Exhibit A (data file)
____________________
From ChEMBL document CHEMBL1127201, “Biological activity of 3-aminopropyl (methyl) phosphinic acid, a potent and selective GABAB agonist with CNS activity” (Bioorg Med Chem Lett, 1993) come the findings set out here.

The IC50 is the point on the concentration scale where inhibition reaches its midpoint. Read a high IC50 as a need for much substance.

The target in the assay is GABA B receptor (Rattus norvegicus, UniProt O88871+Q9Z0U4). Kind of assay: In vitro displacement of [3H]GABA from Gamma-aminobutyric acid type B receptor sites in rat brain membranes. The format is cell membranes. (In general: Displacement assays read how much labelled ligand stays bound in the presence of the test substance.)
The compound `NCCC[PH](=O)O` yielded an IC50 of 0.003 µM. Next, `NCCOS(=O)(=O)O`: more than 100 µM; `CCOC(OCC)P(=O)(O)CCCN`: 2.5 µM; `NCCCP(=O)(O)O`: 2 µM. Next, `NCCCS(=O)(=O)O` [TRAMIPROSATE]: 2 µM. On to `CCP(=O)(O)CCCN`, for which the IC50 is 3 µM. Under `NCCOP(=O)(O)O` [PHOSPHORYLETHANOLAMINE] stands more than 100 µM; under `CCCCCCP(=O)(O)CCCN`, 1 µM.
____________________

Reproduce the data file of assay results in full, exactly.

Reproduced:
From ChEMBL document CHEMBL1127201, “Biological activity of 3-aminopropyl (methyl) phosphinic acid, a potent and selective GABAB agonist with CNS activity” (Bioorg Med Chem Lett, 1993) come the findings set out here.

The IC50 is the point on the concentration scale where inhibition reaches its midpoint. Read a high IC50 as a need for much substance.

The target in the assay is GABA B receptor (Rattus norvegicus, UniProt O88871+Q9Z0U4). Kind of assay: In vitro displacement of [3H]GABA from Gamma-aminobutyric acid type B receptor sites in rat brain membranes. The format is cell membranes. (In general: Displacement assays read how much labelled ligand stays bound in the presence of the test substance.)
The compound `NCCC[PH](=O)O` yielded an IC50 of 0.003 µM. Next, `NCCOS(=O)(=O)O`: more than 100 µM; `CCOC(OCC)P(=O)(O)CCCN`: 2.5 µM; `NCCCP(=O)(O)O`: 2 µM. Next, `NCCCS(=O)(=O)O` [TRAMIPROSATE]: 2 µM. On to `CCP(=O)(O)CCCN`, for which the IC50 is 3 µM. Under `NCCOP(=O)(O)O` [PHOSPHORYLETHANOLAMINE] stands more than 100 µM; under `CCCCCCP(=O)(O)CCCN`, 1 µM.